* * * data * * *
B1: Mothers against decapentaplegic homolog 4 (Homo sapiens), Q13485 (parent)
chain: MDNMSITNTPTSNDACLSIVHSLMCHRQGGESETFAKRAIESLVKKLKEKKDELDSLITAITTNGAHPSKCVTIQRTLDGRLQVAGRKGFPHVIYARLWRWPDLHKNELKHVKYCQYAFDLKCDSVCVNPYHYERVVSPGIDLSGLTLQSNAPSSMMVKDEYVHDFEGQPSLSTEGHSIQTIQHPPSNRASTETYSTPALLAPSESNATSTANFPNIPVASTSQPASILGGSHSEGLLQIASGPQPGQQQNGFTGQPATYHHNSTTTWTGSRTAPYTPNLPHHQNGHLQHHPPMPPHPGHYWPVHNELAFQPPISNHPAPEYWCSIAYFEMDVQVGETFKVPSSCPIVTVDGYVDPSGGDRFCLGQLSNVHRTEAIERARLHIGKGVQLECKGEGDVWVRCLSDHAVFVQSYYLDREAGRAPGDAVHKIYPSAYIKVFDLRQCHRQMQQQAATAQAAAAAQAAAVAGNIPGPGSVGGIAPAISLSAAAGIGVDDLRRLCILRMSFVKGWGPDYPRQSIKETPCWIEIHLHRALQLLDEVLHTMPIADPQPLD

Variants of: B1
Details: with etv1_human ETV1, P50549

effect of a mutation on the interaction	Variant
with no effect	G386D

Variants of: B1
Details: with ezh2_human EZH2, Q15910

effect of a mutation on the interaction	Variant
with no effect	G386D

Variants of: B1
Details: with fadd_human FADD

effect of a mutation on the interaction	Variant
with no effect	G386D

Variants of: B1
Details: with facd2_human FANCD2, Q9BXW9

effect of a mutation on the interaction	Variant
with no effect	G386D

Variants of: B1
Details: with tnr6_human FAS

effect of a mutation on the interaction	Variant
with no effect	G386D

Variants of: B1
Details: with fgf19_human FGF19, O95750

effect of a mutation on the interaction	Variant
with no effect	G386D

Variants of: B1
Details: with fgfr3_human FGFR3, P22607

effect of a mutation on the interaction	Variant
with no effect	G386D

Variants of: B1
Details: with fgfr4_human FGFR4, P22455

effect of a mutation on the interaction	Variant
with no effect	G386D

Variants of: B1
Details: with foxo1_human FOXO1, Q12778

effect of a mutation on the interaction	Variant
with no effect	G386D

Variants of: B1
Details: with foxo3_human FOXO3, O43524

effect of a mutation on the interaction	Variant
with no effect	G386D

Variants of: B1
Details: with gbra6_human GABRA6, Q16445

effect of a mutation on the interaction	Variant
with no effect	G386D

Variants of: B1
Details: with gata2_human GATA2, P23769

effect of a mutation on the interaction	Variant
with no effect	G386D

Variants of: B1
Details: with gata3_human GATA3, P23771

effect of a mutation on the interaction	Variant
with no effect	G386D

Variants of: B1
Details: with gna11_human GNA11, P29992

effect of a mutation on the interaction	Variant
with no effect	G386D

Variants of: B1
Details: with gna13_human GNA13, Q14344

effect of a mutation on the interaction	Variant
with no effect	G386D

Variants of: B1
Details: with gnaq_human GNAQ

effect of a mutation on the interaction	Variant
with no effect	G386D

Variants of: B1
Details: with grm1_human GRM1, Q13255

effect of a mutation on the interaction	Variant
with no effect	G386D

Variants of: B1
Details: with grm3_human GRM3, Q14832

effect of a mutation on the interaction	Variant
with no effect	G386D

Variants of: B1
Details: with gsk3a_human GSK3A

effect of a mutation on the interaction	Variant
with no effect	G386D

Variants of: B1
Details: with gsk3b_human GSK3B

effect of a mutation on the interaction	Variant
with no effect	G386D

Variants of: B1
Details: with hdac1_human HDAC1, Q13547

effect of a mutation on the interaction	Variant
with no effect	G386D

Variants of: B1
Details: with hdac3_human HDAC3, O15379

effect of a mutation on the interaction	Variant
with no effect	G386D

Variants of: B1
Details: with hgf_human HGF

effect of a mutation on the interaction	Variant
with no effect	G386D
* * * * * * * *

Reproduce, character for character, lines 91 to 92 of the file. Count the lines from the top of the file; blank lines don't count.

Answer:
Variants of: B1
Details: with hgf_human HGF